Imtiaz Ali: During the Russian invasion, the students from your madrassa were traveling to Afghanistan to fight, after which most of them were eventually inducted as governors and administrators in the Taliban government. Is the same thing continuing today? Are you still sending people to Afghanistan for jihad?
Maulana Sami ul-Haq: No, there were not only Taliban who took part in jihad. This is an incorrect assumption, which needs correction. After the Russian invasion of Afghanistan, people from all walks of life went to Afghanistan for jihad. Students from colleges and universities went more than madrassa students.
IA: But it is an undeniable fact that students who graduated from your madrassa played a significant role in the establishment of the Taliban regime.
SH: Well, the Taliban were busy in their studies when the factional wars in Afghanistan reached their climax. Naturally, when the leaders could not make it, the students had to come to the rescue of the war-torn country. Thus, the Taliban rushed back to rescue their country from the factional fighting. Similarly, when America attacked Afghanistan in late 2001, the same event happened—it is understandable that when infidels attack a Muslim country, then it is the duty of every Muslim to defend it. Maulana Sufi Muhammad of Tehreek-e-Nafaz-e-Shariat- e-Mohammadi (TNSM) also took thousands of people for jihad, which was a commendable action. The U.S. attack on Afghanistan was a clear act of aggression and terrorism. But when someone rises up against U.S. aggression, then he is called a terrorist. It is a strange and illogical philosophy.
IA: There were reports that the Taliban leadership had called for fresh reinforcements in connection with its spring offensive in Afghanistan. Is this true?
SH: These are just baseless reports. Had they called upon the madrassa students, they would have called us for the reinforcements or at least we would know. The Taliban are not that organized. They are living in caves. They lack proper communication and logistics systems, and that is why they do not want new recruits. The Afghans themselves have risen up and they are fighting against American and NATO forces.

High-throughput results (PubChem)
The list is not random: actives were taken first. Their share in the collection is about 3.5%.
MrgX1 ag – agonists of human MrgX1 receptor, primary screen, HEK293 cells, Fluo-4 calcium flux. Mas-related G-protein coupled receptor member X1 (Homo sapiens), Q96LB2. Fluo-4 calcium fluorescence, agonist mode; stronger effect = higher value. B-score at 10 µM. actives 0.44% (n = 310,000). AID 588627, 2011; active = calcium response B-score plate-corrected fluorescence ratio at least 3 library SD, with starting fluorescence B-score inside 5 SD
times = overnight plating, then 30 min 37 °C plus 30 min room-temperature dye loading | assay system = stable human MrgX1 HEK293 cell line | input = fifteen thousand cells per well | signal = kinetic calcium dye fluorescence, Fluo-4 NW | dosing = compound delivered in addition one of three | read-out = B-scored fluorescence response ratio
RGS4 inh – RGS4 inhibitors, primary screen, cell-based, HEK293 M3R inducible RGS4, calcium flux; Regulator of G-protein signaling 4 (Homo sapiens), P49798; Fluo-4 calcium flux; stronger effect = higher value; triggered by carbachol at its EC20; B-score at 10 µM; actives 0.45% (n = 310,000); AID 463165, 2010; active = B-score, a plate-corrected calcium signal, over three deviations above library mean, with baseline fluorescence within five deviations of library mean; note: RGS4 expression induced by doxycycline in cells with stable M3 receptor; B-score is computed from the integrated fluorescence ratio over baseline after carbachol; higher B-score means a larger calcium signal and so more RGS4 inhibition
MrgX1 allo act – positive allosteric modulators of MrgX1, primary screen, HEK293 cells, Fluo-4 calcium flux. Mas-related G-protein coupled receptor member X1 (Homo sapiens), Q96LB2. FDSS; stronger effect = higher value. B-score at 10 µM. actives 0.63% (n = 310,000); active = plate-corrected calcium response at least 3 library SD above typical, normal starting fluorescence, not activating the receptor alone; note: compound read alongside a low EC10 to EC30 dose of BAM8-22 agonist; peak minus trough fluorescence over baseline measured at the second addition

IA: If they would ask you for help, what would be your reaction?
SH: They would never ask us. We ourselves have not sent students before nor will we send them now. It is not our madrassa policy to do so.
IA: What would you call the situation in Afghanistan? Is that jihad?
SH: When the red forces of the Soviet Union entered Afghanistan, it was a war of independence and we all agreed that it was jihad. Even the United States had said that the Russians must be ousted from Afghanistan. When Russia left, the United States committed the same aggression. So, the situation is the same. One infidel force replaced another. No difference at all. Whether it is Russia or America, it is a jihad.
IA: Some analysts call it a Pashtun uprising. What do you think?
SH: It is neither a Pashtun uprising or a Persian one, or a Sunni uprising or a Shiite. In fact, the Afghan nation has risen up against the invaders—the United States and its allies. It is a war of independence. After the fall of the Taliban regime, the Afghan people remained quiescent for two years to see if any positive change would come into their lives. But they did not see anything that was promised to them at the time of the collapsing Taliban regime and that is why they started this revolt against the occupied forces. It is now a war of independence for all Afghans. They want to get rid of the U.S.-led occupation forces. Terming it only a Pashtun uprising is a completely incorrect assumption.
IA: Do you not consider the Karzai-led government in Afghanistan a Muslim government?